The beach area is populated by a variety of beach goers engaged in the many activities. I love that the word “ocean” not only tells you where we are, but is incorporated into the overall design by having it being created as a sand sculpture by a bathing suit-clad minifigure. I also enjoyed checking out some of the smaller details like the treasure chest buried underground and the baby sea turtle and mini sandcastle by the shore. Continue reading
Crazy swingin’ cool are the cats in the city
over the fence and down the ally, walking kitty.
Ol’ Dane Erland blows into a dented saxophone
a sweet melody under a bright lonesome moon
and conspires with a hep BrickNerd named Tommy.
In the back alley we share our hopes and dreams
with anyone who’ll listen, even a rat if you please,
if it’s not much trouble to spare some cheese.
Bicycles and dreams ain’t damaged out here,
they just got more character, more stories to tell.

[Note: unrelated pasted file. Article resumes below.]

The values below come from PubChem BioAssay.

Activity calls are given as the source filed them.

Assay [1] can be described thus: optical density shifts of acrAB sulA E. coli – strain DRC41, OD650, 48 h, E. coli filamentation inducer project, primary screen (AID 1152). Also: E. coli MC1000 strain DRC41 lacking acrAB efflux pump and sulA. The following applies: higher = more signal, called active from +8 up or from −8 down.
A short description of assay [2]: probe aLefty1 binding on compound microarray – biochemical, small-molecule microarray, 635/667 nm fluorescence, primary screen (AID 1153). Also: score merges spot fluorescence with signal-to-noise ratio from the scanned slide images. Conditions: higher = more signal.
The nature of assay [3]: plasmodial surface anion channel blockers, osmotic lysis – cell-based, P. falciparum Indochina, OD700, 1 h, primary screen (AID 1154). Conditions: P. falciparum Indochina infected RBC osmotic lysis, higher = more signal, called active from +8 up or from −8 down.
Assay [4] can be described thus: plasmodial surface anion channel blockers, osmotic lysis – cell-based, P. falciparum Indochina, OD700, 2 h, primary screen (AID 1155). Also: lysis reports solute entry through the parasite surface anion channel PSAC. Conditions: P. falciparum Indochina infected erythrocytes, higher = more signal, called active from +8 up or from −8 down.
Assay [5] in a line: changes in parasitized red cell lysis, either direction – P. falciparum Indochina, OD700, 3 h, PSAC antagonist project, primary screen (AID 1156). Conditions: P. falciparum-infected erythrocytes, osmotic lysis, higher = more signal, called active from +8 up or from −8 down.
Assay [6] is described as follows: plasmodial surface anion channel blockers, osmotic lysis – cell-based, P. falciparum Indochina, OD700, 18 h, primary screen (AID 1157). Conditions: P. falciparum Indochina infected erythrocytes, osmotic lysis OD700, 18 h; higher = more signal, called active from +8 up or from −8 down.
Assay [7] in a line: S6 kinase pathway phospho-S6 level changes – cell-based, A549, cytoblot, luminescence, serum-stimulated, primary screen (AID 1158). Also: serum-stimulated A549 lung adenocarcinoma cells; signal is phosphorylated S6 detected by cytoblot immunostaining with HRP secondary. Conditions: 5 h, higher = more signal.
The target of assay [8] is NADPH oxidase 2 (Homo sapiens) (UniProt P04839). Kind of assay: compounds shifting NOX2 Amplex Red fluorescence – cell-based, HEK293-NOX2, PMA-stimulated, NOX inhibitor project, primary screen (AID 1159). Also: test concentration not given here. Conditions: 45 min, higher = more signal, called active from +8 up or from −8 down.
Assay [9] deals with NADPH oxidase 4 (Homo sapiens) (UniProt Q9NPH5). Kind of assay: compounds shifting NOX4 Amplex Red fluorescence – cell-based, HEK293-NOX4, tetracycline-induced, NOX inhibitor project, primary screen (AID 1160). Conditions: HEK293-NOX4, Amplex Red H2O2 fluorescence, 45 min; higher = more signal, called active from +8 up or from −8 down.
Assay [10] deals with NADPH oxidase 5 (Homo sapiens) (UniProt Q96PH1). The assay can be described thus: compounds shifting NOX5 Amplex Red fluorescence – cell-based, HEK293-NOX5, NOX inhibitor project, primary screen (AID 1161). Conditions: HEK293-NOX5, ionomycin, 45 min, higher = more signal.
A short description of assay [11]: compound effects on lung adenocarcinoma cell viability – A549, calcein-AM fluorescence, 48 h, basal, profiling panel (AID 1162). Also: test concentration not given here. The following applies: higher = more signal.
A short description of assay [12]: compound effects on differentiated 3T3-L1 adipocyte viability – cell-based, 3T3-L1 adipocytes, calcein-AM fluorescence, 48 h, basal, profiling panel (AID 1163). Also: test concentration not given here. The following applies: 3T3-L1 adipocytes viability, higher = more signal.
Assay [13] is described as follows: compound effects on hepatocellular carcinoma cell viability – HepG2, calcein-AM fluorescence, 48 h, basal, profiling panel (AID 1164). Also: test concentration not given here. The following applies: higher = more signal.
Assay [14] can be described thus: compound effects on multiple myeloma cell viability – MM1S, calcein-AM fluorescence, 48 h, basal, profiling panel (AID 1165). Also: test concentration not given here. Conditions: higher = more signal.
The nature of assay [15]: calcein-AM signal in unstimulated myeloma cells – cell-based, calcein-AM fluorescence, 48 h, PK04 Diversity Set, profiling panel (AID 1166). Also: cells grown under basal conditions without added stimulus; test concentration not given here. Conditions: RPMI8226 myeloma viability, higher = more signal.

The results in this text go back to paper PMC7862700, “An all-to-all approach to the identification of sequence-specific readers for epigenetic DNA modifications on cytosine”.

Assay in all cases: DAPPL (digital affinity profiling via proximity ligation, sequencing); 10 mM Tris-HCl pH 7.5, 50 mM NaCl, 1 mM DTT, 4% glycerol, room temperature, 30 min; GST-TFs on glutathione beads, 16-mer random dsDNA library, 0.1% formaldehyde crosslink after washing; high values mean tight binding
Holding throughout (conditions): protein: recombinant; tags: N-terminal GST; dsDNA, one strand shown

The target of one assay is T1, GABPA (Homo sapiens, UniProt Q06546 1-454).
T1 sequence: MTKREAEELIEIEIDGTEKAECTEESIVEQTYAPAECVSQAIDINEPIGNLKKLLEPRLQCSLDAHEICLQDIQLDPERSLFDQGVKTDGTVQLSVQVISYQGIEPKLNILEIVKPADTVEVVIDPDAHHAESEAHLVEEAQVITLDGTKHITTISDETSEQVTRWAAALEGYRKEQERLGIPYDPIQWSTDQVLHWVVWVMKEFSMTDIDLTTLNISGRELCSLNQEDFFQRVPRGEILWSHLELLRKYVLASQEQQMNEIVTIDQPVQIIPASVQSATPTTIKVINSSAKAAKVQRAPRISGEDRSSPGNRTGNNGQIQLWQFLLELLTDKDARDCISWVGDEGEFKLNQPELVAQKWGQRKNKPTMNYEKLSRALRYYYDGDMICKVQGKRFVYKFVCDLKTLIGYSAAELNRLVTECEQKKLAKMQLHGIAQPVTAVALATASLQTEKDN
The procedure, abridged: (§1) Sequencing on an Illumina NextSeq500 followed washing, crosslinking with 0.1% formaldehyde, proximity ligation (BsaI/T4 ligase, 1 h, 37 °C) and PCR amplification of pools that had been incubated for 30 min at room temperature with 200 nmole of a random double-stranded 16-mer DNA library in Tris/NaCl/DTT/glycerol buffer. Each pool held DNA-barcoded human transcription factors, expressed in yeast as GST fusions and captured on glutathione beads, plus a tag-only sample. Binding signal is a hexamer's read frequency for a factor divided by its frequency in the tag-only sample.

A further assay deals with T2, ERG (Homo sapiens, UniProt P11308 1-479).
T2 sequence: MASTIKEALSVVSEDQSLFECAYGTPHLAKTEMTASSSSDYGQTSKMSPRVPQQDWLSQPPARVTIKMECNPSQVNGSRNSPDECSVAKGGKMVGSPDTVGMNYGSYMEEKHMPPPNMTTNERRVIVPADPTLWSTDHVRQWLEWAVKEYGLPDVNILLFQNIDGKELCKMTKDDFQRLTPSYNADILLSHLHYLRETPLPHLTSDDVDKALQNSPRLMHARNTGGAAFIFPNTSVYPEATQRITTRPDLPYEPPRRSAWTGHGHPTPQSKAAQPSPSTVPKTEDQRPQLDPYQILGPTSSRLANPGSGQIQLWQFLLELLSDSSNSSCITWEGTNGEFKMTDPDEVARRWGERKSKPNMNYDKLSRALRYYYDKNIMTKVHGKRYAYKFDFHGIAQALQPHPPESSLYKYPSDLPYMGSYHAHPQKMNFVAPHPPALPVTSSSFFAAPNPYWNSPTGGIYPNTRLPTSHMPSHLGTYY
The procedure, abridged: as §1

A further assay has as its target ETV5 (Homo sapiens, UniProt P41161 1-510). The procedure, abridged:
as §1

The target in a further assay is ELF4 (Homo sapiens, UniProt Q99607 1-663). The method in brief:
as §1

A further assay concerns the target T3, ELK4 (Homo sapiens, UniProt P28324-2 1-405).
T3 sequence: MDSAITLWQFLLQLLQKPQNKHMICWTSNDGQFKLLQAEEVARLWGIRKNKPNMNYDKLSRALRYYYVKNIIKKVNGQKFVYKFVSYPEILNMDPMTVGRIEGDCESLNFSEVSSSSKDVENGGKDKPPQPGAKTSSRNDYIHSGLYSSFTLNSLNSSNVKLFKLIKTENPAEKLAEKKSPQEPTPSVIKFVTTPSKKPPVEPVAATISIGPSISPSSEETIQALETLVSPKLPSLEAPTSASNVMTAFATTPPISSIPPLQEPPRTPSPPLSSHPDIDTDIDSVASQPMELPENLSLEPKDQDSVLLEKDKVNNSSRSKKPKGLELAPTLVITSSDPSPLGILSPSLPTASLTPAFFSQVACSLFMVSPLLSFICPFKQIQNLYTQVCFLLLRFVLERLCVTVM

In the ally, a fire escape doubles as a patio
where we lay down beat poems, can you dig it, Daddy-O?
Builder Frost takes us to a forbidden planet where the plants have a mind of their own. We’ve featured some of his terrific space builds here in the past and he doesn’t disappoint in this latest offering. While this couldn’t be considered “Classic Space” in the LEGO sense, it exudes a wonderfully vintage vibe.
I’m a big fan of old science fiction pulp novels. Their covers, painted in lurid colors, have a certain take on weird fantasy visuals that doesn’t really exist anymore. This model really captures the feeling of those old covers with its oversized alien-looking, tentacled plants. I appreciate the thoughtful use of transparent pieces that really help sell the bizarreness of the landscape. In particular, I’m quite fond of the blue and purple lighting pieces and the pink half domes. The decision to use the Flash Gordon style suits on the space travelers further drives home the whole 1940s look.
Not satisfied with a purely stationary LEGO creation, Frost has built animation into it and as an added bonus, the large green egg-like centers glow under blacklight. As you can see in this video, the large tentacled plants move and sway, beckoning our heroes ever closer to what may be a gruesome fate.